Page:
The Big Ten has been criticized all season by the national media for being weak, for having a down year. Within the conference, the coaches see things differently, particularly Purdue head coach Matt Painter, whose Boilermakers are on the bubble. “People that are saying we are a three- or four-bid league are not really taking a look at the actual teams in [the Big Ten],” Painter said. “We have a lot of teams that are very worthy of a bid.”The Big Ten, which looks to get five to six teams in the big dance this year despite its soft label, currently has a very intriguing matchup brewing in the state of Michigan. Both the Spartans and Wolverines are in the middle of the pack, sitting at 7-6 and 6-6 respectively in the Big Ten.Formerly ranked Indiana sits in third at 7-5. Close behind are Illinois, Iowa and Michigan State at 7-6. If that’s not enough, Michigan and Purdue are just a game back of third at 6-6. With the middle so jumbled, the race to an NCAA bid in the Big Ten will be a dogfight down the stretch.The problem for many of these teams has been consistency.Since losing a tough couple of road games at Wisconsin and Michigan over a month ago, Painter’s senior-laden ball club has strung together a competitive couple of weeks that should be looked upon favorably come tournament selection time. While Purdue’s 3-2 mark in its past five games may not look great at first glance, further inspection reveals that two of the losses have come at the hands of powerhouse Ohio State.Their most recent game might be the best indication of how much the Boilermakers have improved. Last Thursday they upended then-nationally ranked Indiana at home 81-68. The blowout has given Painter’s players a lot of confidence, something they will surely need to close out a relatively easy end to the season — and, more importantly, to secure an NCAA bid.Indiana head coach Kelvin Sampson blames his team’s losses on its lack of big-play ability toward the end of games.”In every one of those games, we had some kind of lead in the second half, and we just had some breakdowns,” Sampson said in a Big Ten teleconference Monday. “Winning on the road is tough, and you have to make plays and make shots and string together baskets and defensive stops. That’s been our biggest inconsistency.”After remaining ranked for a couple of weeks, the Hoosiers have fallen on hard times. Sampson believes the reason is that his players are showing signs of fatigue. Since its big home win over rival Illinois in Bloomington, Indiana has had trouble on the road. Most recently it lost to Michigan 58-55.Sampson cited senior guard Earl Calloway’s absence from the Michigan game as a reason the offensive rhythm of the team was off. According to the Hoosier coach, his presence is felt more in the 27 minutes per game he logs than his scoring average, which hovers around 10 points per contest, indicates.The Wolverines used big games from guards Deon Harris and Jarret Smith to finally get a win that will look good come March when the 65-team field for the NCAA Tournament is announced. Head coach Tommy Amaker credited the play of the sophomore Smith as a big reason for the win on Saturday.”We certainly need his guard play, his ability to pass and create plays for others,” Amaker said.Despite the big win against Indiana, Michigan has fallen on tough times of late, losing five of its past seven. The struggles could spell the end for Amaker in Michigan.With two road games this week at Illinois — where a raucous crowd will be on hand to not only send off their seniors, but also their mascot of 85 years, Chief Illiniwek — and Minnesota, Michigan will look to build momentum before playing its last two home games against their two biggest rivals, Michigan State and Ohio State.Certainly the Big Ten teams have had their ups and downs, but Painter, Sampson and Amaker remain positive their teams can pull through down the stretch.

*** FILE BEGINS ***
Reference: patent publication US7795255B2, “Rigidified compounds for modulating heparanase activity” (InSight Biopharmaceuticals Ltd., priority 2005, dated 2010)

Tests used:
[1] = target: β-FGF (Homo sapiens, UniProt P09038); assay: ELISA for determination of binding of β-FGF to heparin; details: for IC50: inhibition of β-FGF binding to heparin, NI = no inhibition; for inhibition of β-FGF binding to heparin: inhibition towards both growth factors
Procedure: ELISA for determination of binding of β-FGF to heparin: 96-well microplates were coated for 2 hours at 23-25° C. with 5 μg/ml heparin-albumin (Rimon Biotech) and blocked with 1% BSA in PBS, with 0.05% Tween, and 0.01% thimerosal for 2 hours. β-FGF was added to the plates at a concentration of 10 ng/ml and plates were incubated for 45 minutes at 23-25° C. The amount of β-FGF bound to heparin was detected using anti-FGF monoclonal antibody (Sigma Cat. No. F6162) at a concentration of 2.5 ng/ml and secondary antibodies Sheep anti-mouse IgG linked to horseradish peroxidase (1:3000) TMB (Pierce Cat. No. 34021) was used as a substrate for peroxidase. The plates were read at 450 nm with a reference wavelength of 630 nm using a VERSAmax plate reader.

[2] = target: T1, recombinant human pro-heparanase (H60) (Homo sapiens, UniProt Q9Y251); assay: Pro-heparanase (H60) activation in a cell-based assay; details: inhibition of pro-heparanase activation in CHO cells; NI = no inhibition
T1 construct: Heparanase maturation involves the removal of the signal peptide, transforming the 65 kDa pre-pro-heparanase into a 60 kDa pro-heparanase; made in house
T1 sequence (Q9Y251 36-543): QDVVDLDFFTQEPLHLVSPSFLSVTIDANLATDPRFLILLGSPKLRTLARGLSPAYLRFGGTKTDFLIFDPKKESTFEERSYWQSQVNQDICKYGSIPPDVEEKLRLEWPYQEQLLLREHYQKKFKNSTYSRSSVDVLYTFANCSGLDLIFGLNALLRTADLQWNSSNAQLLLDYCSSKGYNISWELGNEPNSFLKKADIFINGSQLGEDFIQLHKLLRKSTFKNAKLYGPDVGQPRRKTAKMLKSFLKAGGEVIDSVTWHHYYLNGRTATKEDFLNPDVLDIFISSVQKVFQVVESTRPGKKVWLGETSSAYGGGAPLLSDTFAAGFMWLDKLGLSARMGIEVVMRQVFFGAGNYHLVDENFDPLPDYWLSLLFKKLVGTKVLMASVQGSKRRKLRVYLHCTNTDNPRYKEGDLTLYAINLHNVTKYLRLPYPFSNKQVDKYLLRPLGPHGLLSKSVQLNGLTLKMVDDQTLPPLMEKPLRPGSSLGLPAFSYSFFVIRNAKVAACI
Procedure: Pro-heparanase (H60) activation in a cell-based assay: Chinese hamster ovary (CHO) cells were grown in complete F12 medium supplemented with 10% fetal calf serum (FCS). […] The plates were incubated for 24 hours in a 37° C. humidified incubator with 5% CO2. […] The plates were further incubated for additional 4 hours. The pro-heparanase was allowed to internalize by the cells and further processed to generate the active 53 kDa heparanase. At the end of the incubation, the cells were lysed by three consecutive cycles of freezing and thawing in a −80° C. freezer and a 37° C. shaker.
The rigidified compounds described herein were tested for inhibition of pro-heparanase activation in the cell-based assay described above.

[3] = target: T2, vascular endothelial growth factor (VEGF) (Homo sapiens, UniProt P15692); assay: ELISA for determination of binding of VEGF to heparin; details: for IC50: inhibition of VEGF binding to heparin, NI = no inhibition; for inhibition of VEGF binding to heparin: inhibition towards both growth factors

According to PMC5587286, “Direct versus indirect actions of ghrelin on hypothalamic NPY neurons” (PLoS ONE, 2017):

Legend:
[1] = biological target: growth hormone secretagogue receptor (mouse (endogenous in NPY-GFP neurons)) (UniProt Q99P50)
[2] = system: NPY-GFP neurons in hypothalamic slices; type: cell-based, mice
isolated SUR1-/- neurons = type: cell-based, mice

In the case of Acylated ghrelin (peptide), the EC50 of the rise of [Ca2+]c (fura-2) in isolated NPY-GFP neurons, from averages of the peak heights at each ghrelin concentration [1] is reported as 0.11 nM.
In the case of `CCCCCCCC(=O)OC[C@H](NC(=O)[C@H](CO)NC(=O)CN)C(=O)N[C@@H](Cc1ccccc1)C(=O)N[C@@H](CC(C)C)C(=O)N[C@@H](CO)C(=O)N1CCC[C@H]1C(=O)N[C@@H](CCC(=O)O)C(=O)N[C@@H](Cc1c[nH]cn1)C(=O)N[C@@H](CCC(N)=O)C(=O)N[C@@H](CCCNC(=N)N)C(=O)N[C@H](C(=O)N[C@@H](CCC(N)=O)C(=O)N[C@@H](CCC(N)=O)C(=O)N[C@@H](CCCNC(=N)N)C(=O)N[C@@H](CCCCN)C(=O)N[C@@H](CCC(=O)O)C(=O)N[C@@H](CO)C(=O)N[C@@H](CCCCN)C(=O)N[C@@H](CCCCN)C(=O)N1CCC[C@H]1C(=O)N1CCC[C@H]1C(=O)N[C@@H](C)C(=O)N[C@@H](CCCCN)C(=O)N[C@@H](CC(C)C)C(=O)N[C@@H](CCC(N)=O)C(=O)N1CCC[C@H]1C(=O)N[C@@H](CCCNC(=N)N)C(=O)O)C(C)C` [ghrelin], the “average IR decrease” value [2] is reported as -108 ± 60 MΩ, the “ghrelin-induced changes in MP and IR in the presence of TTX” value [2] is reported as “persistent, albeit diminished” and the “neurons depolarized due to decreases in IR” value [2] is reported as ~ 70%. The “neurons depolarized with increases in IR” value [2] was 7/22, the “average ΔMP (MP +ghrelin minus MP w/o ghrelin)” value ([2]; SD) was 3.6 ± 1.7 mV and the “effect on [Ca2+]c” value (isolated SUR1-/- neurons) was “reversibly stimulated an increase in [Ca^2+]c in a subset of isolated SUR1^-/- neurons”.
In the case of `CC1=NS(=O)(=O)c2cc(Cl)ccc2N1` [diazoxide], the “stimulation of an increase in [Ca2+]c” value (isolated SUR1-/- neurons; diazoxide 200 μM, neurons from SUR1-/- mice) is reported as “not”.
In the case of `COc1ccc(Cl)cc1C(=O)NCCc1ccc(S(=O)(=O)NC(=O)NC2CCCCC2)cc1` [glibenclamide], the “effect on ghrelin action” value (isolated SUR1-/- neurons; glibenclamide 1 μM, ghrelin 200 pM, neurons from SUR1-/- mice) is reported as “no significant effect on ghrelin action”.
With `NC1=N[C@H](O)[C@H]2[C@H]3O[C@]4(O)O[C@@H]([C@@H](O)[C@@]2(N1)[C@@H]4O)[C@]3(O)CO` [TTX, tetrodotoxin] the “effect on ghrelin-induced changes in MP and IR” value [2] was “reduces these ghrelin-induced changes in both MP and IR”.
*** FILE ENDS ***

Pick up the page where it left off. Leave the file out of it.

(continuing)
Speaking via video link to school children from Aboriginal communities in Walgett, Gilgandra and several other towns, Turner promoted the idea of healthy living – namely dental hygiene – through the short story ‘Gaarrala Kylegu’ or ‘Brush with Kyle’. The initiative – part of the Rugby League Reads program – involved a reading in the Gamilaraay language as well as a Q&A between Turner and the children that addressed issues such as healthy living, goal-setting and, of course, what it’s like to play with Johnathan Thurston and Greg Inglis. Speaking to NRL.com after the event, the proud Coonabarabran junior explained what it meant to interact with the Indigenous kids. “Heritage and culture are very special to me, especially coming from the country and being a proud Gamilaraay boy. To be a part of this and to be given the opportunity to influence the younger generation on how to be healthy is special to me,” Turner said. “I remember when I was younger – I think I would have been about 12 or 13 years old – I had David Peachey and Preston Campbell come to our school. “Other than being starstruck by having NRL players there, they really talked to us about being proud Indigenous people and what it means to represent the people. “Ever since that moment, I wanted to be a part of that. Being a part of this book, I feel like I am a part of that now and it means a lot to me.”Turner’s message to kids extended beyond the over-arching concept of personal hygiene, with the 24-year-old encouraging the students to pick up a footy and play rugby league. With rule changes set to revolutionise the way junior rugby league is played, there has never been a better time for kids to start playing the game. And as Turner revealed, it’s never too late to kick-start one’s career. Sometimes all it takes is a few words of wisdom from an NRL star or two. “My footy career all started from that moment. I wasn’t playing rugby league before those guys came to our school but their visit got me into it. If I’ve inspired some of these kids to play, then that’s what my job is to do,” he said. “I played with the Coonabarabran Unicorns. We didn’t have the most intimidating team name. At first I just wanted to play to be with my mates and then obviously it got more serious as I got older.”Our coach took it very seriously but we just loved being around each other. Obviously it got more competitive the older you got, but when we were still kids it was all about having fun.”I started off as a hooker and then transitioned to centre and eventually finished up in the back row. “The least amount of travel you had to do was about an hour-and-a-half away or roughly 100kms. We’d travel as far as Nyngan which was about three hours away. It was a lot of travel but I don’t regret it for a moment.”We all travelled to our games on the bus and it was all fun and games. Everyone just enjoyed their time together on those trips and that’s what footy’s all about.”